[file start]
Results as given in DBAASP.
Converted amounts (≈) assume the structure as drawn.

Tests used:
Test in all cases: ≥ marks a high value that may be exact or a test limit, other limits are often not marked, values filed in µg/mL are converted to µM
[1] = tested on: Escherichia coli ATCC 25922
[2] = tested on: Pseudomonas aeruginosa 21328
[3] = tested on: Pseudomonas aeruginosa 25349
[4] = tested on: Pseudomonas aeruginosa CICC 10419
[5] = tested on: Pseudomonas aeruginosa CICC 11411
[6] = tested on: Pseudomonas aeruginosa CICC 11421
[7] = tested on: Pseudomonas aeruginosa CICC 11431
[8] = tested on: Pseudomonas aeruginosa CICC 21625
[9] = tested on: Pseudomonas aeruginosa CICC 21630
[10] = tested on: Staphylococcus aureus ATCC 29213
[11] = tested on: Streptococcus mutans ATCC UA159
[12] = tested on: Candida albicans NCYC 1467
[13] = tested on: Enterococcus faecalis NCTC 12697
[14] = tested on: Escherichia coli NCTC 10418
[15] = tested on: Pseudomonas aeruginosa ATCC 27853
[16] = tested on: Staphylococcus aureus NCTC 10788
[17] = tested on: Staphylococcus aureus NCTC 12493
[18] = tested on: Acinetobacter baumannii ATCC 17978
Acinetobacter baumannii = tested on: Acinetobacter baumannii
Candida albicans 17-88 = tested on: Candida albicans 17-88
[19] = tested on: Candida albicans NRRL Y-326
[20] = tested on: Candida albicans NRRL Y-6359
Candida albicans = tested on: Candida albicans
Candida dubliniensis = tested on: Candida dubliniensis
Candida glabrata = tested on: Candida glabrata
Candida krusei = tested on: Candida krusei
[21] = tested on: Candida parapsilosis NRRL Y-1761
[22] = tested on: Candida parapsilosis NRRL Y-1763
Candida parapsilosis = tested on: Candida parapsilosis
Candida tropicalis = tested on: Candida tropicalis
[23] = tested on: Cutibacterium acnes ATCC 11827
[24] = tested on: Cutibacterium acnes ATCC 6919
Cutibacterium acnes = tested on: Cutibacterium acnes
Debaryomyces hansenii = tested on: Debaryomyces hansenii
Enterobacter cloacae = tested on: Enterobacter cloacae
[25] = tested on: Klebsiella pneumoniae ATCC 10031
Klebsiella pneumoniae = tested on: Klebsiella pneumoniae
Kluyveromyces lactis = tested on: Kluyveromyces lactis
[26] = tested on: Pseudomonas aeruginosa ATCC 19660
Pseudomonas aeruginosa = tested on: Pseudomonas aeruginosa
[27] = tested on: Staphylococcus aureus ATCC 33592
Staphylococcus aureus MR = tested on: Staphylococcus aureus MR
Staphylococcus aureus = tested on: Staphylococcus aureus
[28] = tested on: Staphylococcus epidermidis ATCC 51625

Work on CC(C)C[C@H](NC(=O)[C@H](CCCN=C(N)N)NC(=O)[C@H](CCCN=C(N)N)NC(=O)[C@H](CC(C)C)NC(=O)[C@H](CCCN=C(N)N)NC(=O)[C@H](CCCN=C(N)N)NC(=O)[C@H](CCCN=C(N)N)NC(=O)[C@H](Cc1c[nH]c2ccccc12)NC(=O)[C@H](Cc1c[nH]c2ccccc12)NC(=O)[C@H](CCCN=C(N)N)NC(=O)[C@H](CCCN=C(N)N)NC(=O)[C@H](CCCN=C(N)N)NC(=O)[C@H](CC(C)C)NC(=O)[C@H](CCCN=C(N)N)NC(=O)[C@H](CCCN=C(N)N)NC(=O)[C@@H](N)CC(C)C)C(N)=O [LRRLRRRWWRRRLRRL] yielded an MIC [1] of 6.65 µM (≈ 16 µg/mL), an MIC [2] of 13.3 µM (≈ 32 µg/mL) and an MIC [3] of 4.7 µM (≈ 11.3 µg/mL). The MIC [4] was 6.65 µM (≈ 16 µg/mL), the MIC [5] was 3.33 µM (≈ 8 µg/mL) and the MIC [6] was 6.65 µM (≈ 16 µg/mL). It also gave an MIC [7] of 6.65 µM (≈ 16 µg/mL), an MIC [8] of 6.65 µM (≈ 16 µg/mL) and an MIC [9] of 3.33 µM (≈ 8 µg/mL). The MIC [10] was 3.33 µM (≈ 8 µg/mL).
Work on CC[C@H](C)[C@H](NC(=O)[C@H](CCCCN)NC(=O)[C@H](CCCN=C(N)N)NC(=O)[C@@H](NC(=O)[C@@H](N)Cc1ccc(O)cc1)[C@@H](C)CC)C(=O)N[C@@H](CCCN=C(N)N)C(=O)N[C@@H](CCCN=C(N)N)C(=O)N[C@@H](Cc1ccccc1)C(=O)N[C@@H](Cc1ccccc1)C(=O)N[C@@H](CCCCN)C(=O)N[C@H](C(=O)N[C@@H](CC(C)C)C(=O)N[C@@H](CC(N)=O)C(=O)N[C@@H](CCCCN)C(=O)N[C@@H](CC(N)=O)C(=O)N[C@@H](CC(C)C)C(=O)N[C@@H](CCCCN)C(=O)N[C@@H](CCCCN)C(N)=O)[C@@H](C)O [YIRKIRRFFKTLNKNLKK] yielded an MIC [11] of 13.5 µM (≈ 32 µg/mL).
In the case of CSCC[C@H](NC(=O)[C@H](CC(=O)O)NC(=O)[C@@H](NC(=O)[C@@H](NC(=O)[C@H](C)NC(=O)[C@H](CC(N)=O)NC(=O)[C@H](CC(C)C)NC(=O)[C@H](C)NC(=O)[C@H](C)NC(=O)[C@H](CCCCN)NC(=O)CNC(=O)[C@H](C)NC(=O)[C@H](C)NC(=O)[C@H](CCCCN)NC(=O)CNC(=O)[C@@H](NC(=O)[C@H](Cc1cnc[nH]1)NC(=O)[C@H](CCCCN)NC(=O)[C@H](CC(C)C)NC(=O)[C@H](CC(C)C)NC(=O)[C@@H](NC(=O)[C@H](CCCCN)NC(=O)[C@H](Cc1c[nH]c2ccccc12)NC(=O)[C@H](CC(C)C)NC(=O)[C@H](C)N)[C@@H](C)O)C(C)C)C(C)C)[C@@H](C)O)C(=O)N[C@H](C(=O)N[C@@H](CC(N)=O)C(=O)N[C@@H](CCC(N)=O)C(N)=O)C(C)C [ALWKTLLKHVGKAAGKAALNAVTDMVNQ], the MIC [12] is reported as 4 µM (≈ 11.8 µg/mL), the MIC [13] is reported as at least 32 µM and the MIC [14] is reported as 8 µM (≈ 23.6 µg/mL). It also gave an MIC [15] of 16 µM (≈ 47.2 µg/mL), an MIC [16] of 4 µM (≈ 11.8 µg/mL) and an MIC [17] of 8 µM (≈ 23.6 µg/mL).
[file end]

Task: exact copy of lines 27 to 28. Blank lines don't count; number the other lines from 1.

Candida albicans = tested on: Candida albicans
Candida dubliniensis = tested on: Candida dubliniensis